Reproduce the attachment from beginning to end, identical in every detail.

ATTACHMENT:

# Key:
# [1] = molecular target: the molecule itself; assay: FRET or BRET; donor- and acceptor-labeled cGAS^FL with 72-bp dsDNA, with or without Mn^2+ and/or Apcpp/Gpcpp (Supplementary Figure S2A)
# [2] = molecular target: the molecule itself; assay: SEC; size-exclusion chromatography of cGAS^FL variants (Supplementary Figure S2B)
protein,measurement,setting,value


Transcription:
# Key:
# [1] = molecular target: the molecule itself; assay: FRET or BRET; donor- and acceptor-labeled cGAS^FL with 72-bp dsDNA, with or without Mn^2+ and/or Apcpp/Gpcpp (Supplementary Figure S2A)
# [2] = molecular target: the molecule itself; assay: SEC; size-exclusion chromatography of cGAS^FL variants (Supplementary Figure S2B)
protein,measurement,setting,value